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Slaughter cows just keep coming to Manitoba markets

The number of slaughter cows coming on to the market in Manitoba continued to remain strong during the week ended March 22, which had some industry members surprised.

“Everybody is asking the same thing: ‘Where do the cows keep coming from?’” said Keith Cleaver, manager of Heartland Livestock Services at Brandon. “Everybody is surprised. You would think those numbers would have to slow down.”

Some producers may be selling their cows in the slaughter market instead of breeding them this spring because they’re worried about feed supplies.

“A lot of guys are just nip and tuck, so even if she is a decent cow and she lost a calf or whatever the reason, she’s getting sold because of feed supplies,” said Cleaver.

Slaughter cow prices are also strong right now and continued to move higher during the week, which may be why more producers are selling their cows.

“If you get C75 to 80 cents per pound for her, it’s not feasible to leave her open for a year, even if she is decent,” Cleaver said.

Much of the strength in slaughter cow prices during the week was linked to good demand for hamburger meat.

The story was different for the feeder cattle market in the province during the week; while most classes of feeder cattle managed to keep steady prices, the value of heavier feeders fell a couple of cents per pound.

Values for heavier cows were weaker, following declining futures prices. Some of the softness was also linked to dwindling feed supplies and high feed costs.

The demand for Manitoba feeder cattle was coming from all directions, with buyers from Eastern and Western Canada and the U.S. in the mix — but none of them were willing to pay more for cattle, which kept a lid on the market, Cleaver said.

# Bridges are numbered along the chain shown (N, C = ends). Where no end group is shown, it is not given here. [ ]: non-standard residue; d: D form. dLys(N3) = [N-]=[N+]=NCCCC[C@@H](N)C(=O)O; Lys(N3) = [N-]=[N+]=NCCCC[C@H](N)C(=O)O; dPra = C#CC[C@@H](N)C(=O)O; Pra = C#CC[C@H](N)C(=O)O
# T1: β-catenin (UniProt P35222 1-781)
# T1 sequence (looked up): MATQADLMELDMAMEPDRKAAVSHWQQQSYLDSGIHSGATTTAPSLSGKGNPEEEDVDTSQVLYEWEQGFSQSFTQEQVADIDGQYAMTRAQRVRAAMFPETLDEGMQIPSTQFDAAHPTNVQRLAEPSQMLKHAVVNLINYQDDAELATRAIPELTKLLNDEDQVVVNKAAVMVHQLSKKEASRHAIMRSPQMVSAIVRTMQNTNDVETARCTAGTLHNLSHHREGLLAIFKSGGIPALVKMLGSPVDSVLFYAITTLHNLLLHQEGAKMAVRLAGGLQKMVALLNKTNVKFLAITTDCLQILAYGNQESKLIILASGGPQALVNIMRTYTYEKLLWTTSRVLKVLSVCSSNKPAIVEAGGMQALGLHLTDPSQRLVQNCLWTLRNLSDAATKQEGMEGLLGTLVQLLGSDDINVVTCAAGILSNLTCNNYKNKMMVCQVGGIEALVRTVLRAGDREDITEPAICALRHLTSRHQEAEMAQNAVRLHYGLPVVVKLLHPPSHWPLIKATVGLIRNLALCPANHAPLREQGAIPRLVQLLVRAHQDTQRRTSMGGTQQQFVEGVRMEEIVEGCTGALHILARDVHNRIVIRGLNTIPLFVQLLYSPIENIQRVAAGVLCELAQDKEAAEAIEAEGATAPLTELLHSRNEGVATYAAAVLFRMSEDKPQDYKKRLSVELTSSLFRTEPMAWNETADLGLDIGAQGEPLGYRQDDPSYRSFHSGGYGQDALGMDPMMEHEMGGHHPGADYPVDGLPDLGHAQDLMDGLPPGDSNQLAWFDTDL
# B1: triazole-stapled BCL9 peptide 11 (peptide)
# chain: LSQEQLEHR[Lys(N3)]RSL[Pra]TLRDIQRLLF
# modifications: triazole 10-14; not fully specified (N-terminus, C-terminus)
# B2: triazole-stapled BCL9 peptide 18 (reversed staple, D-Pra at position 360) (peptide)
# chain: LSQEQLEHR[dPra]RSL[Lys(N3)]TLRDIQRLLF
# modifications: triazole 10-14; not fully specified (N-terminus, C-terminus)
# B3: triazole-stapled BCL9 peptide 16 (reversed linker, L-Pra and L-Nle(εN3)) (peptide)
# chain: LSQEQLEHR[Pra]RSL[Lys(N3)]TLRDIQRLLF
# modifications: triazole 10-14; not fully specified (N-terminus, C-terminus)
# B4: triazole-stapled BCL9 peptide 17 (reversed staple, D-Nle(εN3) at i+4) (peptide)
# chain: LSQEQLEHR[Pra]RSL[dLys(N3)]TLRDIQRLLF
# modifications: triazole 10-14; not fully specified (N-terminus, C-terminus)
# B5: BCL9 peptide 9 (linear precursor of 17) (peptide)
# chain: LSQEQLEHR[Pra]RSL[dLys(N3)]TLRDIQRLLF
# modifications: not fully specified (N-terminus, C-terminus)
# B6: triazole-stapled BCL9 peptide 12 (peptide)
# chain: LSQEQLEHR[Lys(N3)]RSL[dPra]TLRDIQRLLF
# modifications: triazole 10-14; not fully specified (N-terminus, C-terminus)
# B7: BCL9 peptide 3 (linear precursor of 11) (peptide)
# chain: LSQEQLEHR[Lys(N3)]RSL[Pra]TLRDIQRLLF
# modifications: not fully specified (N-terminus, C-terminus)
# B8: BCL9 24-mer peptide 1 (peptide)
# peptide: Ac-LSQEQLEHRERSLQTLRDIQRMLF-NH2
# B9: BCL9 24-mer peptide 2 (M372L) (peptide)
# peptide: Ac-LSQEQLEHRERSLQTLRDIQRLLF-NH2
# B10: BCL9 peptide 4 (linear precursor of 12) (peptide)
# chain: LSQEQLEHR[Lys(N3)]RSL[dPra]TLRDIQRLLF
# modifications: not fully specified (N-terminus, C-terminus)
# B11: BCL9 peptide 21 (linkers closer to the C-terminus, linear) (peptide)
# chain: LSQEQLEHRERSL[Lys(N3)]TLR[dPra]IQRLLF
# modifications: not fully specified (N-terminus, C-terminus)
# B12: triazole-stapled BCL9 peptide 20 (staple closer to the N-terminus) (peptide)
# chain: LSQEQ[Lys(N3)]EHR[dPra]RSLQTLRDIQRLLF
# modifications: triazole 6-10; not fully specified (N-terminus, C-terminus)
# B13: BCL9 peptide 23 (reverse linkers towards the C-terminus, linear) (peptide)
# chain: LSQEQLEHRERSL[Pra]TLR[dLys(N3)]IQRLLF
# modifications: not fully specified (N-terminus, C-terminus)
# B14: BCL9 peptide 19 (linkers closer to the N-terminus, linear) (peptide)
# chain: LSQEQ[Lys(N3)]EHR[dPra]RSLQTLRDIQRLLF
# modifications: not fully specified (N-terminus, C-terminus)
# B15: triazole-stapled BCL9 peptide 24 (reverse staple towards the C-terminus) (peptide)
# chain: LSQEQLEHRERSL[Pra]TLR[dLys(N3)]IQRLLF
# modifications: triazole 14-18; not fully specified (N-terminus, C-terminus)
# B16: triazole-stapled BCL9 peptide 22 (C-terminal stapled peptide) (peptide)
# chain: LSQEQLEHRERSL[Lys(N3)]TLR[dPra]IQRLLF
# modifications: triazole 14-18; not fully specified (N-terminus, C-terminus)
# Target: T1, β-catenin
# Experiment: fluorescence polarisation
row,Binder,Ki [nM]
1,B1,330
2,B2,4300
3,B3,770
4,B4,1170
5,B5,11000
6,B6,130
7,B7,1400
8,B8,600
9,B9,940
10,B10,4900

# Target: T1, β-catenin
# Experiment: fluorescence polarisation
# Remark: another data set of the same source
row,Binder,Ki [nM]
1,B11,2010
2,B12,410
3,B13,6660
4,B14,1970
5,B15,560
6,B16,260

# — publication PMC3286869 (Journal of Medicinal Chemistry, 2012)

There were also signs of some local demand during the week, mostly for grass cattle. Some local buyers may be showing interest because good snowpack levels are promising for grass production this year.

“If there had been no snow cover, guys might not have been as eager to buy,” said Cleaver. “We definitely have the moisture to get grass started, but there’s no guarantee it’s going to last all summer.”

Many areas in Manitoba received a lot of snow over the winter months, including a snowstorm that passed through the province on March 17 and 18.

After the storm

Because of the snow earlier in the week, some cattle auction yards that had sales earlier in the week saw a sharp decline in volume.

“A lot of guys are calving right now and they just didn’t have time to get their yards pushed out to get the trucks out,” said Cleaver.

Heartland Livestock Services at Brandon saw only 408 cattle go through the ring, while Killarney Auction Mart, Grunthal Livestock Auction Mart and Gladstone Auction Mart had 100 cattle or less.

But, Winnipeg, Ashern, Virden and Ste. Rose still managed to have good numbers, because their sales were held later in the week after the storm.

Those that saw fewer numbers should see more cattle at their next sales to make up for it, but the strong volumes won’t last for much longer.

“Volume will dwindle down here fairly quick because a lot of the cows are already gone,” said Cleaver. “There’s probably going to be decent numbers, not huge numbers, but decent until the end of April.”

About the author


Terryn Shiells writes for Commodity News Service Canada, a Winnipeg company specializing in grain and commodity market reporting.



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